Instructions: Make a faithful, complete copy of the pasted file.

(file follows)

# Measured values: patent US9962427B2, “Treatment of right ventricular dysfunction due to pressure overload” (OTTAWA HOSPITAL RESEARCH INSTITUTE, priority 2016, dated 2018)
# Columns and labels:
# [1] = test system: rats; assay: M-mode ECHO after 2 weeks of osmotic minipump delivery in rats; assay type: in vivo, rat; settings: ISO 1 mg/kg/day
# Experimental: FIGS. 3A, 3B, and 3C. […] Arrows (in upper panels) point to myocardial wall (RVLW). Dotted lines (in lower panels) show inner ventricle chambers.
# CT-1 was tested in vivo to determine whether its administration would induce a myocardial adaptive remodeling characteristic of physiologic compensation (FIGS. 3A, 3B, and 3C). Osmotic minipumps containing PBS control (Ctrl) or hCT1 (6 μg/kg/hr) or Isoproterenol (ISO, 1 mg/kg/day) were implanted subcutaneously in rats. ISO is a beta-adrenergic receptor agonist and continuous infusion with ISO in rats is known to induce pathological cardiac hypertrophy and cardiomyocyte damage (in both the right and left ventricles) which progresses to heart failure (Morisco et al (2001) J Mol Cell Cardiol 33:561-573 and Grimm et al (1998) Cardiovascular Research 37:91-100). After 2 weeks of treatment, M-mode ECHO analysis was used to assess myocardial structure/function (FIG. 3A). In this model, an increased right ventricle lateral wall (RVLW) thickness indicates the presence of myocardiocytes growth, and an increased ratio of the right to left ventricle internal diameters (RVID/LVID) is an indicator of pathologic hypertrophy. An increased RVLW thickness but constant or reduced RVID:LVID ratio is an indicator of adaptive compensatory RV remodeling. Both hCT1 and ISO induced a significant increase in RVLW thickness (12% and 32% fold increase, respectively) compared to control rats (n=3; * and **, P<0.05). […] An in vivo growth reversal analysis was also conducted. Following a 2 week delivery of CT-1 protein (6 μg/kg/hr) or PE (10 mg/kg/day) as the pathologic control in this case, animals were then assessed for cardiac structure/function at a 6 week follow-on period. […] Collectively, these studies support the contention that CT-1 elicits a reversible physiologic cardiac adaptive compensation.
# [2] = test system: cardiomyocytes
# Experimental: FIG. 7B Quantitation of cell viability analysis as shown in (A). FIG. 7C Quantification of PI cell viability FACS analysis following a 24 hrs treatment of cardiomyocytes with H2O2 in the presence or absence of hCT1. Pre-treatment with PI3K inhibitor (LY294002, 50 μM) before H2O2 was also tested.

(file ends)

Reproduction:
# Measured values: patent US9962427B2, “Treatment of right ventricular dysfunction due to pressure overload” (OTTAWA HOSPITAL RESEARCH INSTITUTE, priority 2016, dated 2018)
# Columns and labels:
# [1] = test system: rats; assay: M-mode ECHO after 2 weeks of osmotic minipump delivery in rats; assay type: in vivo, rat; settings: ISO 1 mg/kg/day
# Experimental: FIGS. 3A, 3B, and 3C. […] Arrows (in upper panels) point to myocardial wall (RVLW). Dotted lines (in lower panels) show inner ventricle chambers.
# CT-1 was tested in vivo to determine whether its administration would induce a myocardial adaptive remodeling characteristic of physiologic compensation (FIGS. 3A, 3B, and 3C). Osmotic minipumps containing PBS control (Ctrl) or hCT1 (6 μg/kg/hr) or Isoproterenol (ISO, 1 mg/kg/day) were implanted subcutaneously in rats. ISO is a beta-adrenergic receptor agonist and continuous infusion with ISO in rats is known to induce pathological cardiac hypertrophy and cardiomyocyte damage (in both the right and left ventricles) which progresses to heart failure (Morisco et al (2001) J Mol Cell Cardiol 33:561-573 and Grimm et al (1998) Cardiovascular Research 37:91-100). After 2 weeks of treatment, M-mode ECHO analysis was used to assess myocardial structure/function (FIG. 3A). In this model, an increased right ventricle lateral wall (RVLW) thickness indicates the presence of myocardiocytes growth, and an increased ratio of the right to left ventricle internal diameters (RVID/LVID) is an indicator of pathologic hypertrophy. An increased RVLW thickness but constant or reduced RVID:LVID ratio is an indicator of adaptive compensatory RV remodeling. Both hCT1 and ISO induced a significant increase in RVLW thickness (12% and 32% fold increase, respectively) compared to control rats (n=3; * and **, P<0.05). […] An in vivo growth reversal analysis was also conducted. Following a 2 week delivery of CT-1 protein (6 μg/kg/hr) or PE (10 mg/kg/day) as the pathologic control in this case, animals were then assessed for cardiac structure/function at a 6 week follow-on period. […] Collectively, these studies support the contention that CT-1 elicits a reversible physiologic cardiac adaptive compensation.
# [2] = test system: cardiomyocytes
# Experimental: FIG. 7B Quantitation of cell viability analysis as shown in (A). FIG. 7C Quantification of PI cell viability FACS analysis following a 24 hrs treatment of cardiomyocytes with H2O2 in the presence or absence of hCT1. Pre-treatment with PI3K inhibitor (LY294002, 50 μM) before H2O2 was also tested.